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Jinfa Cai, Anne Morris, Charles Hohensee, Stephen Hwang, Victoria Robison, Michelle Cirillo, Steven L. Kramer, James Hiebert and Arthur Bakker

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Jinfa Cai, Anne Morris, Charles Hohensee, Stephen Hwang, Victoria Robison, Michelle Cirillo, Steven L. Kramer, James Hiebert and Arthur Bakker

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Jinfa Cai, Anne Morris, Charles Hohensee, Stephen Hwang, Victoria Robison, Michelle Cirillo, Steven L. Kramer and James Hiebert

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Jinfa Cai, Anne Morris, Charles Hohensee, Stephen Hwang, Victoria Robison, Michelle Cirillo, Steven L. Kramer and James Hiebert

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Jinfa Cai, Anne Morris, Charles Hohensee, Stephen Hwang, Victoria Robison, Michelle Cirillo, Steven L. Kramer and James Hiebert

In 2002, the National Research Council (NRC) released Scientific Research in Education, a report that proposed six principles to serve as guidelines for all scientific inquiry in education. The first of these principles was to “pose significant questions that can be investigated empirically” (p. 3). The report argued that the significance of a question could be established on a foundation of existing theoretical, methodological, and empirical work. However, it is not always clear what counts as a significant question in educational research or where such questions come from. Moreover, our analysis of the reviews for manuscripts submitted to JRME 1 suggests that some practical, specific guidance could help researchers develop a significant question or make the case for the significance of a research question when preparing reports of research for publication.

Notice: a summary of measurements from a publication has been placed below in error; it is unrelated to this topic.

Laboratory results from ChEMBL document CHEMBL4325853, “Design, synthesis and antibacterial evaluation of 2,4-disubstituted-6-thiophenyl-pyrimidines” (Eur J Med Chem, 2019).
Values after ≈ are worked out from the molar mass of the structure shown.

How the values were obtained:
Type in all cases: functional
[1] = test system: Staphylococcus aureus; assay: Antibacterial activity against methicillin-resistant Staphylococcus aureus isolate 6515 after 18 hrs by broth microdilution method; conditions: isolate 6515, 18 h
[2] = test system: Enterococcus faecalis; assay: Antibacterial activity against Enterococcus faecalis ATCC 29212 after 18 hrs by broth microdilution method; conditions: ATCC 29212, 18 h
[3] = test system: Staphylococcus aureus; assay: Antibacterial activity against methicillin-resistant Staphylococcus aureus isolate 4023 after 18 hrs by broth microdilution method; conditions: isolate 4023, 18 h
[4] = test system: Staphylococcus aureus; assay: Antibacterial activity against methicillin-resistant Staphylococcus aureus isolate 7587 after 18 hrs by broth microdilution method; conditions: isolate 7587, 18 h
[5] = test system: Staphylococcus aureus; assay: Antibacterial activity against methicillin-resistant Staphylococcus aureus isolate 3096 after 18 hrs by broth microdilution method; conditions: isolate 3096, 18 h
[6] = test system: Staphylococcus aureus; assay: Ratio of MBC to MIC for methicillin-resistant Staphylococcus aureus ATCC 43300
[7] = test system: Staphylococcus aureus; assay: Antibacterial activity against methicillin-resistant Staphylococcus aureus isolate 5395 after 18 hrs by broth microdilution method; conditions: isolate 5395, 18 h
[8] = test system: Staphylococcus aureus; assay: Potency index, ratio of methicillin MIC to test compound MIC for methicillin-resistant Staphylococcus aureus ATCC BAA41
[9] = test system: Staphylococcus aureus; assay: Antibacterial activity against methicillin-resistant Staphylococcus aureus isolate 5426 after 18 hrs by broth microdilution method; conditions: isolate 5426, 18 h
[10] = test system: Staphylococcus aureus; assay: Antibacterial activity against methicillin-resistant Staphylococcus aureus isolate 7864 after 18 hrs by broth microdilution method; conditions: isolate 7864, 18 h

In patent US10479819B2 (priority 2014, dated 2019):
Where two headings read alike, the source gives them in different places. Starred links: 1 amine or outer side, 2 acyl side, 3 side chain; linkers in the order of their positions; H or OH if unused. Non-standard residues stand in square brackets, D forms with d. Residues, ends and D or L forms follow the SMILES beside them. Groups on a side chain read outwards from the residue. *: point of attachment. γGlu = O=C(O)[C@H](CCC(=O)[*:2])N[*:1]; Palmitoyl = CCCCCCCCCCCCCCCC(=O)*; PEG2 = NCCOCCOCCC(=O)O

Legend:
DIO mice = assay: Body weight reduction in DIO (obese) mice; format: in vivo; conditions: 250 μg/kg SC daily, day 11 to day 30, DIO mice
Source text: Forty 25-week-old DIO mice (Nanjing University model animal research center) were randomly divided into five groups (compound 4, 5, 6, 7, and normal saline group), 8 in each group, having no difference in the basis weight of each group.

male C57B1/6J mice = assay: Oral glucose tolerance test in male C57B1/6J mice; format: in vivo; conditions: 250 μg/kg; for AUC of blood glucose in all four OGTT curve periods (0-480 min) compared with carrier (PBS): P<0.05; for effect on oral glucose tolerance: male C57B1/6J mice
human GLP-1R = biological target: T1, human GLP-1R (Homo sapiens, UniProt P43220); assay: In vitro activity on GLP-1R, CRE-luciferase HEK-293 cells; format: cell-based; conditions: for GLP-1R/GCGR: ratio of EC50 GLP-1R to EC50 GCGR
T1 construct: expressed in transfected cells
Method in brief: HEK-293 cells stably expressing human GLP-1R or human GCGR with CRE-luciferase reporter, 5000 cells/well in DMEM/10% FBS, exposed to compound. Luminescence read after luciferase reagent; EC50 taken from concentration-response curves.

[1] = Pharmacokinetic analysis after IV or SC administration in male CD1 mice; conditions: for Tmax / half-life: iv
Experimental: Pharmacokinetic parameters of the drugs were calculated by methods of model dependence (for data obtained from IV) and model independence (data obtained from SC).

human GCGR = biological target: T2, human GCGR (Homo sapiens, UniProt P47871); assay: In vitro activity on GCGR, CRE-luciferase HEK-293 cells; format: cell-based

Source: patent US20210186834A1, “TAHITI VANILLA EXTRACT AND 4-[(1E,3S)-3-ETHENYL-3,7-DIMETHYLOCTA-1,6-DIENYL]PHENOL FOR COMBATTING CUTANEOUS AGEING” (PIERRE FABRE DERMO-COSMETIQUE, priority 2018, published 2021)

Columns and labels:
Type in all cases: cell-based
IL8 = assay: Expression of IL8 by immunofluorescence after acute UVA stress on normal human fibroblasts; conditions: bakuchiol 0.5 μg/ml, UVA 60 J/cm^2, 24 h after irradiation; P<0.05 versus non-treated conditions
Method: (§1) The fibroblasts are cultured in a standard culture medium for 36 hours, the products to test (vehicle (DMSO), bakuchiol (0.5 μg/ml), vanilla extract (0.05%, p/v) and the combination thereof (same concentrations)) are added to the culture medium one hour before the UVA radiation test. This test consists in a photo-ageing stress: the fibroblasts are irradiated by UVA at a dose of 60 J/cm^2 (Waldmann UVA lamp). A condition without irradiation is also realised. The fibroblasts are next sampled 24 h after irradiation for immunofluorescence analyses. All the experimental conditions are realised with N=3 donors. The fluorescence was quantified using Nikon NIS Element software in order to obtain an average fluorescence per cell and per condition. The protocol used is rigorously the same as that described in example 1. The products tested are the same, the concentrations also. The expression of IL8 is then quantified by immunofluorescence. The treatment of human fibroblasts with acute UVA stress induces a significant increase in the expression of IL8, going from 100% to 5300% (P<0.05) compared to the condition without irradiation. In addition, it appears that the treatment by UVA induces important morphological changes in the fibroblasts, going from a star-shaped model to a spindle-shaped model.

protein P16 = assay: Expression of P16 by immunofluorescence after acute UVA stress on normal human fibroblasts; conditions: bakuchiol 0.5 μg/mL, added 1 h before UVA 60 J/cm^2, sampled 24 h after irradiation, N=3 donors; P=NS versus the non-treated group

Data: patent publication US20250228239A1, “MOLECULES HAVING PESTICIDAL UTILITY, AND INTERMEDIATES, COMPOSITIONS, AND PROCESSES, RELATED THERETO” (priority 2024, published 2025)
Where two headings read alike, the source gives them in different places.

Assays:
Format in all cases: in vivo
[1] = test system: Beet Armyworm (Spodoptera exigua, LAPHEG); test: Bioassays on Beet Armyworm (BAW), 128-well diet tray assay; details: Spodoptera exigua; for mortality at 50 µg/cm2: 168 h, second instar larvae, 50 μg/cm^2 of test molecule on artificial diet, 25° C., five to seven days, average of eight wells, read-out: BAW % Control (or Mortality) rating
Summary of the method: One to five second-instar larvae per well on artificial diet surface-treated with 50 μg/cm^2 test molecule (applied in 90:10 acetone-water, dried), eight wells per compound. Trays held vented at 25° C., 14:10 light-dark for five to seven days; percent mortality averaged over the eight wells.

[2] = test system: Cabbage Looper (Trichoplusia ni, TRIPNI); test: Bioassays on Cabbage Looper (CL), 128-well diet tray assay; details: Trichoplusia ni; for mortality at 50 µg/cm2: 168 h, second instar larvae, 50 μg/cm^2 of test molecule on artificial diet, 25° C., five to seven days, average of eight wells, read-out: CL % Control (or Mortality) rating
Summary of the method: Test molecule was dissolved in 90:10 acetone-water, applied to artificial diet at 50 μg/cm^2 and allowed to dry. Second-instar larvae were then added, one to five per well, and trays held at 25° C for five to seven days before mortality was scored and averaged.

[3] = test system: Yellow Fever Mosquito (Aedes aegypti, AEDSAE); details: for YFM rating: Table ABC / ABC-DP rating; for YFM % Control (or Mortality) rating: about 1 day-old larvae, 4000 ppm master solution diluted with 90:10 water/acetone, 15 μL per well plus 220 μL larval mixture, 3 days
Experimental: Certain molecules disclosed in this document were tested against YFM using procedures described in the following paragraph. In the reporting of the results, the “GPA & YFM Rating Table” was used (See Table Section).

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Jinfa Cai, Anne Morris, Charles Hohensee, Stephen Hwang, Victoria Robison, Michelle Cirillo, Steven L. Kramer and James Hiebert

In our March editorial (Cai et al., 2019), we discussed the nature of significant research questions in mathematics education. We asserted that the choice of a suitable theoretical framework is critical to establishing the significance of a research question. In this editorial, we continue our series on high-quality research in mathematics education by elaborating on how a well-constructed theoretical framework strengthens a research study and the reporting of research for publication. In particular, we describe how the theoretical framework provides a connecting thread that ties together all of the parts of a research report into a coherent whole. Specifically, the theoretical framework should help (a) make the case for the purpose of a study and shape the literature review; (b) justify the study design and methods; and (c) focus and guide the reporting, interpretation, and discussion of results and their implications.